They’ve gone from storybook readers to storytellers, and the often hilarious results mean more kids get to enjoy more crayons going on more adventures.
Call them colorful passports to a child’s imagination, from the imaginations of their older peers.
About 130 seventh graders in Dawn Mathews’ Northern Hills Middle School English Language Arts classes worked in groups to write, edit and illustrate original storybooks for students in lower grades. Some added Braille, textured images, and video-audio recordings so more students can enjoy them. The books will be made available to district elementary schools.
Student books were modeled after the bestselling “The Day the Crayons Quit” and “The Day the Crayons Came Home” children’s books.
Titles that middle-schoolers came up with included “The Day the Crayons Went to School,” “The Day the Crayons Got Left at the Airport,” and “The Day the Crayons Made Enemies.”
Evoking the unusual situations found in the original works, Husky versions included a green crayon trapped in a microwave, only to meet an unsurprising fate. A glittery crayon who advised small hands “don’t use me for everything like everyone else does.” And bluebell the crayon, left at the Eiffel Tower and befriended by a No. 2 pencil.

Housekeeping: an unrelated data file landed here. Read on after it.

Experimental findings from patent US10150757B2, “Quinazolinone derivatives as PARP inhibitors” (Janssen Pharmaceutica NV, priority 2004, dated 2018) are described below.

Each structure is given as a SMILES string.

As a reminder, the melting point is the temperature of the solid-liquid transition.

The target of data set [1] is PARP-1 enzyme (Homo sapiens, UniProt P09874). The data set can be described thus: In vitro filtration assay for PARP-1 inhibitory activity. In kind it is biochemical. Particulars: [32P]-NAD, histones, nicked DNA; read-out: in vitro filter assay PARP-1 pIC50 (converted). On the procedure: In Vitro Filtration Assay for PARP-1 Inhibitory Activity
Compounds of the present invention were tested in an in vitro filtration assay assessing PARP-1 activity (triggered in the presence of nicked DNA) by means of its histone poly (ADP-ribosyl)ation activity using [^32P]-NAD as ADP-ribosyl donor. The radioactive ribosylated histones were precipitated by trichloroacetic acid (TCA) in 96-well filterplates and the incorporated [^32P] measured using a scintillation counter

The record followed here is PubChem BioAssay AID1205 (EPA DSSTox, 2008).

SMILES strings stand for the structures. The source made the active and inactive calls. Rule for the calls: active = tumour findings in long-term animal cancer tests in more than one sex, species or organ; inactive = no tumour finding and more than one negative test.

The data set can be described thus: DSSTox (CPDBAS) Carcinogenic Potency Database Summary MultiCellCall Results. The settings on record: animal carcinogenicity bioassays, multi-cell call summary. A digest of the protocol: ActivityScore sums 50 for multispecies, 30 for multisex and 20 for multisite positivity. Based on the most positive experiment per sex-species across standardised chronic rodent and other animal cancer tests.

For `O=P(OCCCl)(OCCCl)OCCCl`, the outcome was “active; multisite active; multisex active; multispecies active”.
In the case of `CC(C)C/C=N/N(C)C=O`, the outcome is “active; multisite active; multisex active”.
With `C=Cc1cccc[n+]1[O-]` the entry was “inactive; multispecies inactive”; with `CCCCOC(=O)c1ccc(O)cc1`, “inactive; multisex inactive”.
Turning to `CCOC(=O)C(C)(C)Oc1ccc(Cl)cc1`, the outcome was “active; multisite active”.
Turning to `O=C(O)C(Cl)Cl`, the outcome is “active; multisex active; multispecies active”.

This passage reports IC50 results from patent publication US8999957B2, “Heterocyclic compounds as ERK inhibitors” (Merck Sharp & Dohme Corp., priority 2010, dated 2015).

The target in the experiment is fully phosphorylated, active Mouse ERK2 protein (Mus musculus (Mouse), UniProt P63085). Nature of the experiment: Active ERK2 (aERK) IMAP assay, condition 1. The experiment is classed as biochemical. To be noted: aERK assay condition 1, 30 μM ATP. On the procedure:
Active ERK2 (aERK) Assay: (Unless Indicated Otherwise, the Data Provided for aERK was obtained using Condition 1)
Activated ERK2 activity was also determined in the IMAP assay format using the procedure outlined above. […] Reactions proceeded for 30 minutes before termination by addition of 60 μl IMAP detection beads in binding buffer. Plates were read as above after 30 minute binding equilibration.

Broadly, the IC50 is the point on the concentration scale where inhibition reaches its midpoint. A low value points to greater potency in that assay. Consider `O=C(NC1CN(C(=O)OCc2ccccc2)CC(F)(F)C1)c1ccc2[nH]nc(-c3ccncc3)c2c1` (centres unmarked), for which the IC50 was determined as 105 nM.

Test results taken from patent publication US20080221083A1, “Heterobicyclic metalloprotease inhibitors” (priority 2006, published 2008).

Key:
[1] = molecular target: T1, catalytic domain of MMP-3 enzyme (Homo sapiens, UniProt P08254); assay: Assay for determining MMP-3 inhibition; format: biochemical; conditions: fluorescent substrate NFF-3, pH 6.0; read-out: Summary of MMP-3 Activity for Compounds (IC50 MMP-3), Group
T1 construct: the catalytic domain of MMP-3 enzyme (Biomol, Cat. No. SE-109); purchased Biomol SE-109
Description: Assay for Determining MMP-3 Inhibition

Co-authors of “The Day the Crayons Went to France” explained that each person chose two colors whose perspectives to write. Robert Langen, for instance, was “fuzzy wuzzy brown, who is sort of a rapper,” he said, and “red wine, who’s like a fancy crayon.”
Knowing the book will be read by dozens or even hundreds of other kids is “scary and exciting at the same time,” said Johanna Langlois.
Mathews started the storybook-making assignment last year. For the inaugural attempt, students from elementary buildings were brought to the middle school to be read to in person, but logistics were a challenge, she said.
The project touched on Common Core standards including plot lines and figurative language, and developed students’ soft skills such as collaboration, meeting deadlines and presenting in front of audiences.
Marin Beukema, whose maroon crayon mistook an airport toilet for a whirlpool spa, said he learned that “working together with multiple people is not easy.”
The key, he said, is “communicating in the right way.” And that means? “Have patience with each other,” he said.